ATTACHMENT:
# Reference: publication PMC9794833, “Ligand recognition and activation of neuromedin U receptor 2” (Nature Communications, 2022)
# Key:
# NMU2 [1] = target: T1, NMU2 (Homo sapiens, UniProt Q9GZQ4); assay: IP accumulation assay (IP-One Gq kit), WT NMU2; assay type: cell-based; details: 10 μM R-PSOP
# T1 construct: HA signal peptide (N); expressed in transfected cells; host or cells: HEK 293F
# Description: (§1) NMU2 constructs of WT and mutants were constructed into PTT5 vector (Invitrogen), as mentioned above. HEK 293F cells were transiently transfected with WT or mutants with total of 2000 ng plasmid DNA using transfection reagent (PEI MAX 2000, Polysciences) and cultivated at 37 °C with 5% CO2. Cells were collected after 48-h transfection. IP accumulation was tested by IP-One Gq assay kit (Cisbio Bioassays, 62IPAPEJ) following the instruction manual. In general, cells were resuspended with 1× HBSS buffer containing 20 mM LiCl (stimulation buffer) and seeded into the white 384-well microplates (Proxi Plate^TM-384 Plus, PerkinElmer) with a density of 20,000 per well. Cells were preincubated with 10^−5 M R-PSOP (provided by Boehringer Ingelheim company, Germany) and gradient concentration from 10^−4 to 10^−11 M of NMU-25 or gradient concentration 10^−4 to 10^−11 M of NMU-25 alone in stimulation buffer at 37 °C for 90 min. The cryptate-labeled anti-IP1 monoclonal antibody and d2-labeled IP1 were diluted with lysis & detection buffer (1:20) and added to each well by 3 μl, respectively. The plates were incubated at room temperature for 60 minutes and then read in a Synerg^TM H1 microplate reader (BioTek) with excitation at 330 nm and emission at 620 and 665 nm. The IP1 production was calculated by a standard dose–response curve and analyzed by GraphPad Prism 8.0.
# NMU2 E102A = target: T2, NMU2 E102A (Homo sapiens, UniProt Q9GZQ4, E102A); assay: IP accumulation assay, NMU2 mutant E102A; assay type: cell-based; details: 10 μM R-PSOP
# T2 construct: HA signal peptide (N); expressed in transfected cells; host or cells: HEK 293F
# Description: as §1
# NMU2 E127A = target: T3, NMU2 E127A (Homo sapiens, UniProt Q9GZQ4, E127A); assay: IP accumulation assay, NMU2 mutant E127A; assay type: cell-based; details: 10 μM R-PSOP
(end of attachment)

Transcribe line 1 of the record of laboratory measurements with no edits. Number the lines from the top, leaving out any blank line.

# Reference: publication PMC9794833, “Ligand recognition and activation of neuromedin U receptor 2” (Nature Communications, 2022)